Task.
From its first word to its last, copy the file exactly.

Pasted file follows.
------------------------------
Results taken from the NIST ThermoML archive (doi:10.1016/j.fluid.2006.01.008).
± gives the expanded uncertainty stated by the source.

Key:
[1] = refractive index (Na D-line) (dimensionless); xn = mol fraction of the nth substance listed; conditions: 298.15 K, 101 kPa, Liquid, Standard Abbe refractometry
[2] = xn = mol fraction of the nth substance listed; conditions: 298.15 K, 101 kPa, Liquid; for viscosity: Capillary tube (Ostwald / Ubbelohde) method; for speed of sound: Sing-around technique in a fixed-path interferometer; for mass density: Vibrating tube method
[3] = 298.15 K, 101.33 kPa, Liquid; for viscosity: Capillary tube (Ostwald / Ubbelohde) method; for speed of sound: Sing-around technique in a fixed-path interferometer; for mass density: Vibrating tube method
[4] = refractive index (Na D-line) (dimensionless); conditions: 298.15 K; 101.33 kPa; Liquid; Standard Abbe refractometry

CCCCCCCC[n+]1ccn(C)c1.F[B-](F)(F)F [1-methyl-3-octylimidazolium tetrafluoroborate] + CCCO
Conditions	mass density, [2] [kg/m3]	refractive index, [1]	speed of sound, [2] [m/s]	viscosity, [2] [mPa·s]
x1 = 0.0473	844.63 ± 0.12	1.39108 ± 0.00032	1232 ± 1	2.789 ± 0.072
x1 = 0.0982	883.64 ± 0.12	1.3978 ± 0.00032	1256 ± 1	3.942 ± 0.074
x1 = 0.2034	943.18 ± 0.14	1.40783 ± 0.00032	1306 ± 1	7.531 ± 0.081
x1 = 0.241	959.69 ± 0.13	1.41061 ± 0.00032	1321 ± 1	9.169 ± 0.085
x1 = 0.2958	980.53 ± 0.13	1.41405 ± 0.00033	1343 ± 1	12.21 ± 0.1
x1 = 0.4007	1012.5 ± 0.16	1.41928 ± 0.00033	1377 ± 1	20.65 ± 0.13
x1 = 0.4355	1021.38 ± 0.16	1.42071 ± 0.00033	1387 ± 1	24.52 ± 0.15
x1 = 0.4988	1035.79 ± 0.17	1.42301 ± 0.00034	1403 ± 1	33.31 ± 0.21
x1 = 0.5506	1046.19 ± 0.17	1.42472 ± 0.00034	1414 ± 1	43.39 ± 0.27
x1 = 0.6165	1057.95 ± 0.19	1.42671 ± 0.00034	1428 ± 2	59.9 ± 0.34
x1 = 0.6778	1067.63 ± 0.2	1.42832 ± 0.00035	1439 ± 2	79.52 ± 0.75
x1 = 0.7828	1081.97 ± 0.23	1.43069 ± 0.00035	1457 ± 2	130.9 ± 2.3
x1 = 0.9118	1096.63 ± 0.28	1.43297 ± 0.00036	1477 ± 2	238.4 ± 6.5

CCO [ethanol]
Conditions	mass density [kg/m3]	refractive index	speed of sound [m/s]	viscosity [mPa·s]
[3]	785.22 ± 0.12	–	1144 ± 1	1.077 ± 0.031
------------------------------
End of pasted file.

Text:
Results taken from the NIST ThermoML archive (doi:10.1016/j.fluid.2006.01.008).
± gives the expanded uncertainty stated by the source.

Key:
[1] = refractive index (Na D-line) (dimensionless); xn = mol fraction of the nth substance listed; conditions: 298.15 K, 101 kPa, Liquid, Standard Abbe refractometry
[2] = xn = mol fraction of the nth substance listed; conditions: 298.15 K, 101 kPa, Liquid; for viscosity: Capillary tube (Ostwald / Ubbelohde) method; for speed of sound: Sing-around technique in a fixed-path interferometer; for mass density: Vibrating tube method
[3] = 298.15 K, 101.33 kPa, Liquid; for viscosity: Capillary tube (Ostwald / Ubbelohde) method; for speed of sound: Sing-around technique in a fixed-path interferometer; for mass density: Vibrating tube method
[4] = refractive index (Na D-line) (dimensionless); conditions: 298.15 K; 101.33 kPa; Liquid; Standard Abbe refractometry

CCCCCCCC[n+]1ccn(C)c1.F[B-](F)(F)F [1-methyl-3-octylimidazolium tetrafluoroborate] + CCCO
Conditions	mass density, [2] [kg/m3]	refractive index, [1]	speed of sound, [2] [m/s]	viscosity, [2] [mPa·s]
x1 = 0.0473	844.63 ± 0.12	1.39108 ± 0.00032	1232 ± 1	2.789 ± 0.072
x1 = 0.0982	883.64 ± 0.12	1.3978 ± 0.00032	1256 ± 1	3.942 ± 0.074
x1 = 0.2034	943.18 ± 0.14	1.40783 ± 0.00032	1306 ± 1	7.531 ± 0.081
x1 = 0.241	959.69 ± 0.13	1.41061 ± 0.00032	1321 ± 1	9.169 ± 0.085
x1 = 0.2958	980.53 ± 0.13	1.41405 ± 0.00033	1343 ± 1	12.21 ± 0.1
x1 = 0.4007	1012.5 ± 0.16	1.41928 ± 0.00033	1377 ± 1	20.65 ± 0.13
x1 = 0.4355	1021.38 ± 0.16	1.42071 ± 0.00033	1387 ± 1	24.52 ± 0.15
x1 = 0.4988	1035.79 ± 0.17	1.42301 ± 0.00034	1403 ± 1	33.31 ± 0.21
x1 = 0.5506	1046.19 ± 0.17	1.42472 ± 0.00034	1414 ± 1	43.39 ± 0.27
x1 = 0.6165	1057.95 ± 0.19	1.42671 ± 0.00034	1428 ± 2	59.9 ± 0.34
x1 = 0.6778	1067.63 ± 0.2	1.42832 ± 0.00035	1439 ± 2	79.52 ± 0.75
x1 = 0.7828	1081.97 ± 0.23	1.43069 ± 0.00035	1457 ± 2	130.9 ± 2.3
x1 = 0.9118	1096.63 ± 0.28	1.43297 ± 0.00036	1477 ± 2	238.4 ± 6.5

CCO [ethanol]
Conditions	mass density [kg/m3]	refractive index	speed of sound [m/s]	viscosity [mPa·s]
[3]	785.22 ± 0.12	–	1144 ± 1	1.077 ± 0.031